Four ways mixed use properties are ushering in a new era of CRE.

As urban populations continue to climb and the digital revolution brings the world into the palm of our hands, many city dwellers are finding that convenience is king. After all, why schlep all the way across town when you can shop and dine in the same building where you live or work?

Therein lies the appeal of mixed use development — defined as any urban real estate development that functionally integrates a mix of various asset classes.

It’s easy to see why such properties are gaining popularity among developers, property managers, and tenants attempting to adapt to a rapidly changing commercial landscape. Within one mixed use asset, tenants can work, shop, eat, and exercise — a proliferation of options that not only stands to attract tenants across multiple sectors, but provides property owners with increased sense of stability as the commercial real estate market inevitably fluctuates.

Convenience for Residential Tenants

Mixed use properties are becoming increasingly popular among residential tenants. By combining tried-and-true anchor establishments like movie theaters, gyms, and fitness studios with locally run eateries, bars, and retailers, mixed use developments have the potential to not only foster a sense of community, but to meet several needs at once — meaning residents and shoppers can skip a trip to the shopping mall.

A Boost for Employers

Employers are likewise more attracted to mixed use properties in their search for spaces that offer promising potential to encourage collaboration, build morale, and attract talent.

By creating unconventional workspaces above restaurants, gyms, and shopping areas, the traditional barriers between work, life, and entertainment are challenged — leaving employees less likely to rush out the door at the end of the day. Employees are instead offered the convenience of a midday workout or post-work happy hour while maintaining the option to return to their desk. Recognizing this, employers are empowered to leverage multi-function spaces as key tools for recruiting, retention, and increased output.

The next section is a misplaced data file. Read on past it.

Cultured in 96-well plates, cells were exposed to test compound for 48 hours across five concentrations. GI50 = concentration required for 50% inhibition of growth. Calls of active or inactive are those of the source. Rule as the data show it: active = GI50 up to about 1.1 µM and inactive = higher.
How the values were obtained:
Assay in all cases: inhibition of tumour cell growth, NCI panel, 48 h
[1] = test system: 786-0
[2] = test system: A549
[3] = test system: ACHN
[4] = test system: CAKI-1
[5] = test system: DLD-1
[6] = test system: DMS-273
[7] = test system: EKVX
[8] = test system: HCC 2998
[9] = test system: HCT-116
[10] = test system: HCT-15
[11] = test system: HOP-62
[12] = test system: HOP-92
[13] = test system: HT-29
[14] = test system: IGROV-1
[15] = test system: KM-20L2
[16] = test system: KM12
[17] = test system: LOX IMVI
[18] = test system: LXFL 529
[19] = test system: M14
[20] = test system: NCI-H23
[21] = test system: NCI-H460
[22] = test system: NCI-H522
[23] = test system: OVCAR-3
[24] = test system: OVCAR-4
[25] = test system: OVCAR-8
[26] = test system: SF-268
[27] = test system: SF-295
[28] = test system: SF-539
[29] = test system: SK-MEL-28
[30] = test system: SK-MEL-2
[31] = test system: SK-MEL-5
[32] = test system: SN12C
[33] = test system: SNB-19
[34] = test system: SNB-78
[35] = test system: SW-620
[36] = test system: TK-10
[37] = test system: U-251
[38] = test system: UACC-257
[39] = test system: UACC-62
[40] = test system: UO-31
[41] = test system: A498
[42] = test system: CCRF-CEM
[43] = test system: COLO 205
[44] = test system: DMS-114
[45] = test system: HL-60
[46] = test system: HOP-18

A Captive Audience for Retailers

Retailers, for their part, have cautiously grown to enjoy mixed-use developments in that they offer a captive, built-in audience of residents and commuters with no choice but to pass by their outpost each day. At a time in which most of the population has instant access to everything they need via an app on their phone, immediacy has never been more essential for brick-and-mortar establishments to remain competitive.

The constant flow of foot traffic in and out of a residential development can be especially rewarding for new businesses that might otherwise have to spend extensively on marketing efforts in order to draw a crowd. Instead, they can work the crowd they’re given and grow their word-of-mouth reputation from there.

A Safety Net for Owners and Developers

Finally, mixed use property can be a wise investment for commercial real estate investors and developers. By combining different asset classes within one site, the entire development is better equipped to weather a storm should one facet of the CRE market suffer a downturn.

Mixed use developments are also, by necessity, zoned for multiple uses, facilitating a sense of plug and play when it comes to finding new tenants. If retail isn’t working on the lower levels, owners can bring in a restaurant. If restaurants aren’t flourishing, a fitness studio could fill the gap.

The concept behind mixed use developments are hardly revolutionary. Countries like Japan and Australia have used this model for years, and the results have been overwhelmingly positive. Communities are forming within communities, people are spending less time in their cars, and neighbors are getting to know one another. Meanwhile, the investment value of these properties continues to grow.

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